Society (Discordant Harmonies)

  • Jon Woronoff


When I first lived in Japan, the tatemae I believed in most firmly was that of great unity and solidarity among the Japanese people. After all, it is presented as the most self-evident of facts in virtually all the books on Japan and you can hardly find anyone who denies it (and is not a crank or a Commie). Just see what Forbis said. “No other major nation has such a homogeneity of face, skin, and hair color. From this flows the Japanese sense of nationhood and unity—and perhaps also the sense that any individual’s first loyalty is to his nation, not to his individual welfare.”1 Or Christopher: “Far more than the citizens of most collectivized societies, Japanese are dominated by a sense of responsibility to the various groups to which they belong—their country, their company and so on.”2 And Prime Minister Nakasone spoke of a “spontaneous community” with a monoracial/monolithic nature (tanitsu minzoku kokka).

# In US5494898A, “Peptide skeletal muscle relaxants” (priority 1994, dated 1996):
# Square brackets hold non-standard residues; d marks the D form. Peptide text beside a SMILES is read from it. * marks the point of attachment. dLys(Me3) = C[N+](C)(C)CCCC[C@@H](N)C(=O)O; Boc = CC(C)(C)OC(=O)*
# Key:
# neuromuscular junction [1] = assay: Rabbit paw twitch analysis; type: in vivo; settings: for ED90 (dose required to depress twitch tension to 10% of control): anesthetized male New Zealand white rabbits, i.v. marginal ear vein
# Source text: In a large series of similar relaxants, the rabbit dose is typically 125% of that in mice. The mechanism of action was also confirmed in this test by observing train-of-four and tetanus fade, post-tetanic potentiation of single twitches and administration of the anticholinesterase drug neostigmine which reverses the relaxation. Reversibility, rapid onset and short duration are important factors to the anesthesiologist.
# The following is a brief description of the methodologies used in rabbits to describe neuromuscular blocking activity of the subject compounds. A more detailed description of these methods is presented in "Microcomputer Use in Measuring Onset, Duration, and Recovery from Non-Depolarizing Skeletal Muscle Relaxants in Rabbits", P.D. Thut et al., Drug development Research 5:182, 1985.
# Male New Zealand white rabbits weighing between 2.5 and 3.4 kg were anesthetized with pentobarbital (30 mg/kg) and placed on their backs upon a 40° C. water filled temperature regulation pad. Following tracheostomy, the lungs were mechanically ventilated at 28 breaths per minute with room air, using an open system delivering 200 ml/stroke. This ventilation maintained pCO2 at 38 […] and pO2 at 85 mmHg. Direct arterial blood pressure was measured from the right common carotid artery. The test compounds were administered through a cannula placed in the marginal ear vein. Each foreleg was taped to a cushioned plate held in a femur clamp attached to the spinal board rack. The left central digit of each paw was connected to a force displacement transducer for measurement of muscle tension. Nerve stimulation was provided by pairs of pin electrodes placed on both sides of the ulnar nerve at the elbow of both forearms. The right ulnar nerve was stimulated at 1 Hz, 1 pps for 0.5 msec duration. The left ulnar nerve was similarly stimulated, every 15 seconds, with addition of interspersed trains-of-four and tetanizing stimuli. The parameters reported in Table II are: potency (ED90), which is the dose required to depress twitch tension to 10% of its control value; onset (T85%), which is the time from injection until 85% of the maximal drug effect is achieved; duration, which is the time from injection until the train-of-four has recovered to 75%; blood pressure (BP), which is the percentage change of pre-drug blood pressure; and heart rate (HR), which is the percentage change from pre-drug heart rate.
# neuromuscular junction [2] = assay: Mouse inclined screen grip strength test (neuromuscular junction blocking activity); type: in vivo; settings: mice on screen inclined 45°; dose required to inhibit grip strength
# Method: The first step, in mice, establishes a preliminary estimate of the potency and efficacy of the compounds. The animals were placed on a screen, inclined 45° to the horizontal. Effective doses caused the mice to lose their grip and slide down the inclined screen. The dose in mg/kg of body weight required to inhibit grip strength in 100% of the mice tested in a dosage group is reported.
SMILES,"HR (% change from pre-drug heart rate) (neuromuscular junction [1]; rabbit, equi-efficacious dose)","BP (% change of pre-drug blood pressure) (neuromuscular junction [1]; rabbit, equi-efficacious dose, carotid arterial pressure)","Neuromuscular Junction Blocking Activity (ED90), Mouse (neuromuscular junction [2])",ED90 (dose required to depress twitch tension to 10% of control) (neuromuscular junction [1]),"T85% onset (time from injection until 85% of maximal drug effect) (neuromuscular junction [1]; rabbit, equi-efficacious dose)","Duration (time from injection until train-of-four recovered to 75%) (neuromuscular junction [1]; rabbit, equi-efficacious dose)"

Middle Class Prime Minister Gini Coefficient Japanese Family Lower Middle Class 
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  1. 9.
    See Cherry Kitteredge, Womansword: What Japanese Words Say About Women, Tokyo, Kodansha International, 1987.Google Scholar

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© Jon Woronoff 1990

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  • Jon Woronoff

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